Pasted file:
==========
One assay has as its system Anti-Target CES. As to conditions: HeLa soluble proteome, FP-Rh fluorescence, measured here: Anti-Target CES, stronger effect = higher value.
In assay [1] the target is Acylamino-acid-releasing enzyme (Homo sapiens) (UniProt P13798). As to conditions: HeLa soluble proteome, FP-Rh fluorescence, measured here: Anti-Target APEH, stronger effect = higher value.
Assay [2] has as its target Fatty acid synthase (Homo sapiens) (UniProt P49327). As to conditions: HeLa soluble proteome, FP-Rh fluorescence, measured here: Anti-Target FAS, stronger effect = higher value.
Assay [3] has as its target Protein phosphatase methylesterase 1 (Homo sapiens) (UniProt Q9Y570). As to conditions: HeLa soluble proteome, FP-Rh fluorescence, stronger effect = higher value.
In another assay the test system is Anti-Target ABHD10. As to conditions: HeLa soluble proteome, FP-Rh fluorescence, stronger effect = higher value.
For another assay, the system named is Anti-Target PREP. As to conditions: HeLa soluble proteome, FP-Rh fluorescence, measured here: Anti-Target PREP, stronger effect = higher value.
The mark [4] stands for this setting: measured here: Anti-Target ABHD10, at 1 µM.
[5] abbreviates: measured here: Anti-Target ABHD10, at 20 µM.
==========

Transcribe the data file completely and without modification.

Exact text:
One assay has as its system Anti-Target CES. As to conditions: HeLa soluble proteome, FP-Rh fluorescence, measured here: Anti-Target CES, stronger effect = higher value.
In assay [1] the target is Acylamino-acid-releasing enzyme (Homo sapiens) (UniProt P13798). As to conditions: HeLa soluble proteome, FP-Rh fluorescence, measured here: Anti-Target APEH, stronger effect = higher value.
Assay [2] has as its target Fatty acid synthase (Homo sapiens) (UniProt P49327). As to conditions: HeLa soluble proteome, FP-Rh fluorescence, measured here: Anti-Target FAS, stronger effect = higher value.
Assay [3] has as its target Protein phosphatase methylesterase 1 (Homo sapiens) (UniProt Q9Y570). As to conditions: HeLa soluble proteome, FP-Rh fluorescence, stronger effect = higher value.
In another assay the test system is Anti-Target ABHD10. As to conditions: HeLa soluble proteome, FP-Rh fluorescence, stronger effect = higher value.
For another assay, the system named is Anti-Target PREP. As to conditions: HeLa soluble proteome, FP-Rh fluorescence, measured here: Anti-Target PREP, stronger effect = higher value.
The mark [4] stands for this setting: measured here: Anti-Target ABHD10, at 1 µM.
[5] abbreviates: measured here: Anti-Target ABHD10, at 20 µM.